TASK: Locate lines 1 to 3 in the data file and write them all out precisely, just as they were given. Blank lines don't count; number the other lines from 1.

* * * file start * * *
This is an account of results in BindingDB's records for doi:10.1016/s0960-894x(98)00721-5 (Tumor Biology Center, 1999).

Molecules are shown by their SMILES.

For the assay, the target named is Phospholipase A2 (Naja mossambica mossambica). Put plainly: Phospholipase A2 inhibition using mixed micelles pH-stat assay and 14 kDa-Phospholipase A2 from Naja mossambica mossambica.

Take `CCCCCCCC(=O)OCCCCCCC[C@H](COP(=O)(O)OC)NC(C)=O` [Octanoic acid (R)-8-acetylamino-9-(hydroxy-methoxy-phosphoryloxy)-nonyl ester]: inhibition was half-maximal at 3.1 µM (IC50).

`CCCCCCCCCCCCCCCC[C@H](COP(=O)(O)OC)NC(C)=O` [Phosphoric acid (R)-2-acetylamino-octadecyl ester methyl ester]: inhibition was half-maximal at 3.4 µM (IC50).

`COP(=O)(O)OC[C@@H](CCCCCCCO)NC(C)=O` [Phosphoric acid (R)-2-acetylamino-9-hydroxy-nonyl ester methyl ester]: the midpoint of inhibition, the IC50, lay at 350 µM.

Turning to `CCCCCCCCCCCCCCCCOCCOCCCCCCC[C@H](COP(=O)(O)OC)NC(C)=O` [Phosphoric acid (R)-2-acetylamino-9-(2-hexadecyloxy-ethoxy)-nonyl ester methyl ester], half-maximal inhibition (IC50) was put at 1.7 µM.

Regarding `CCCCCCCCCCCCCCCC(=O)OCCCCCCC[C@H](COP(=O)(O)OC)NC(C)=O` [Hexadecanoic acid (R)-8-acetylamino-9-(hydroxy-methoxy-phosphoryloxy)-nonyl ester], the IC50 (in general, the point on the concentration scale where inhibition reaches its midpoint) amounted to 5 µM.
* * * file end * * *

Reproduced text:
This is an account of results in BindingDB's records for doi:10.1016/s0960-894x(98)00721-5 (Tumor Biology Center, 1999).

Molecules are shown by their SMILES.

For the assay, the target named is Phospholipase A2 (Naja mossambica mossambica). Put plainly: Phospholipase A2 inhibition using mixed micelles pH-stat assay and 14 kDa-Phospholipase A2 from Naja mossambica mossambica.